Put Some “Sizzle” Back Into Science!

Put Some “Sizzle” Back Into Science!

Put Some “Sizzle” Back Into Science!  After all of the “sparkling” hustle-and-bustle of the Fourth of July, we had the chance to take a deep breath and relax, which caused our minds to wander a bit. And, as we READILY confessed in a post last week to being “word nerds.” BUT… our “nerdiness” does NOT stop there!


As we demonstrated in a few months ago, we find ourselves captivated by history – especially when we started exploring the millennia-long origins and traditions of pyrotechnics. So, it should come as NO surprise that another classroom “favorite” also piques our interest. Yep, we TOTALLY geek-out over the magical and mystical principles behind science!


We DO realize not everyone shares our passion for the sciences… which could cause some issues, as more and more parents unexpectedly find themselves responsible for sparking their kids’ interest in educational pursuits! See, if WE had personal negative experiences or memories of a particular school subject, we can unwittingly “transfer” OUR own mental blocks when recreating the classroom experience for our kids. Ergo, if YOU hated history or math or science, then you just might color your CHILD’S opinion of that subject.

So, let’s put some “sizzle” back into science for your child… AND you! As mentioned earlier, we explored the history behind fireworks, which allowed us to barely skim the surface of the actual science of fireworks. Let’s start with our friend, the periodic table from chemistry. WHAT – did we just hear a collective groan?!? Hang in there with us. After all, fireworks are simply chemical reactions. And thanks to the fine scholars at Smithsonian Magazine, we have a primer on this scientific exploration:


“A firework requires three key components:

  1. An oxidizer
  2. A fuel
  3. A chemical mixture to produce the color

“The oxidizer breaks apart the chemical bonds in the fuel, releasing all of the energy that’s stored inside those bonds. And, all you need is a bit of fire, in the form of a fuse or a direct flame.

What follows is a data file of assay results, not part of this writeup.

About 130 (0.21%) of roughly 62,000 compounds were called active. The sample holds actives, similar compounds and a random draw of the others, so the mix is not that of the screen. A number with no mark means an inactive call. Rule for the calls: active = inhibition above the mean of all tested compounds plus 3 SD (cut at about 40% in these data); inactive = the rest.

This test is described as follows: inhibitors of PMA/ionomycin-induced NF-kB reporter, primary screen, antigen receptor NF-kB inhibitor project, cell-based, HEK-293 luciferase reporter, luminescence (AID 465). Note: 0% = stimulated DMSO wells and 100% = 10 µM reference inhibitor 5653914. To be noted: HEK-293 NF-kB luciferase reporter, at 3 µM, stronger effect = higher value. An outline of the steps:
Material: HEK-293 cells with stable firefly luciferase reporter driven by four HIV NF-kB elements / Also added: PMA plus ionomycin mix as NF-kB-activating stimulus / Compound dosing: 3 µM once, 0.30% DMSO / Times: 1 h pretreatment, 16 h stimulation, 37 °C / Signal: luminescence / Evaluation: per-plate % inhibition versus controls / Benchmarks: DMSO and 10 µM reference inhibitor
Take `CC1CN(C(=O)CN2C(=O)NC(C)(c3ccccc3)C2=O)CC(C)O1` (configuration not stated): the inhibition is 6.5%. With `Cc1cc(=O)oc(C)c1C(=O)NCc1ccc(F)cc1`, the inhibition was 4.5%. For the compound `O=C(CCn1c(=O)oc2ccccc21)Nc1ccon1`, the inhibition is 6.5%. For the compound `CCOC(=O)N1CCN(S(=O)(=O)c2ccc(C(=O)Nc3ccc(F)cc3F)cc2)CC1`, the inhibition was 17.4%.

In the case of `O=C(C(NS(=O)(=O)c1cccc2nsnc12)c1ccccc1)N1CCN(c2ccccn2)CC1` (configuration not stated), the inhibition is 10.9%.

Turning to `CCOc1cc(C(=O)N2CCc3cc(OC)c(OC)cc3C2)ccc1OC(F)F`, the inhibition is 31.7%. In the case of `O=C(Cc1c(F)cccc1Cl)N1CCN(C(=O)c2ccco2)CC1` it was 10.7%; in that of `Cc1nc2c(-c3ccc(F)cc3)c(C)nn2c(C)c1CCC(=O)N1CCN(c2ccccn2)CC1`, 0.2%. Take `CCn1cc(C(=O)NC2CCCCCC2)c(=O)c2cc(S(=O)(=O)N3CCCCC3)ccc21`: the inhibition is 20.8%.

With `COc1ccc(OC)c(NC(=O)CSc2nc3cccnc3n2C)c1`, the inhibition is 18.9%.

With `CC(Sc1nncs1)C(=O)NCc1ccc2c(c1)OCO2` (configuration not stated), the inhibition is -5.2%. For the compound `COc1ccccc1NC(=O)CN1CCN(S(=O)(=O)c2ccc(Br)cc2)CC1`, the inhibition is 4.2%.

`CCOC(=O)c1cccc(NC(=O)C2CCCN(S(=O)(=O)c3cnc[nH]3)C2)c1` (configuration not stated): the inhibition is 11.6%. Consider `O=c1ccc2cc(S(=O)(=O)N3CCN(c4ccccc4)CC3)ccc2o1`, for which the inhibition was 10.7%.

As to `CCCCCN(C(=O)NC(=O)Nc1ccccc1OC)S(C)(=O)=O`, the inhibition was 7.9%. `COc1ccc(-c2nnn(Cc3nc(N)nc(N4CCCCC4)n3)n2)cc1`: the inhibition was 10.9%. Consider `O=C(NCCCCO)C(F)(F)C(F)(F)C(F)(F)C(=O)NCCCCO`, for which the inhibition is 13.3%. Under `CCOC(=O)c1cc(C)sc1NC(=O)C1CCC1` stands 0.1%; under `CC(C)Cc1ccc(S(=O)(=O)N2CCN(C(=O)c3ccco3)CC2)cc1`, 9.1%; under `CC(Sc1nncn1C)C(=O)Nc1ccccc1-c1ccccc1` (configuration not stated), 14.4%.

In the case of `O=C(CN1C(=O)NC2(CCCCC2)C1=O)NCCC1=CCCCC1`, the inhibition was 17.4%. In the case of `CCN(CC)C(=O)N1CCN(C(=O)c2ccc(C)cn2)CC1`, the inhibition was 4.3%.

“In the case of those early fireworks, saltpeter was the oxidizing ingredient that drove the reaction, as British scholar Roger Bacon figured out in the EARLY 1200s! Interestingly, Bacon kept his findings a secret, writing them in code to keep them out of the wrong hands.”


You can even delve deeper into the chemistry and physics of fireworks, and even create your own (controlled!) experiments with older students. And, for the littlest learners, you can have some fun making your own “simulated” fireworks in a jar – while also working in a little science!


Now, here’s a chance to incorporate some art into these science lessons… for all those liberal arts folks! You can even experiment on the most basic level, even by demonstrating what colors emerge by mixing two different colors. After all, the color wheel is even based on the science of the light spectrum – our old friend ROY G. BIV.

And for the more scientific-minded, we head BACK into chemistry lab. Specific elements produce specific colors:

“Firework color concoctions are comprised of different metal elements. When an element burns, its electrons get excited, and it releases energy in the form of light. So, different chemicals burn at different wavelengths of light. Strontium and lithium compounds produce deep reds; copper produces blues; titanium and magnesium burn silver or white; calcium creates an orange color; sodium produces yellow pyrotechnics; and finally, barium burns green. Combining chlorine with barium or copper creates neon green and turquoise flames, respectively. Blue is apparently the most difficult to produce.”

And while the Chinese originally created fireworks, we can thank those Italians, back in the 1830s, for figuring out how to use metallic powders to create these specific, mesmerizing colors. We TOLD you science could be fun! Of course, you need to properly explore (and celebrate!) this newfound knowledge… and, SURPRISE, we’ve got everything you need.


Although we KNOW we’re biased, hopefully you’ve discovered some of the fun scientific exploration can offer. Of course,  we’re ALWAYS here to provide some “nerdly” advice and suggestions, to help you and your kids unlock the “sizzle” in science!

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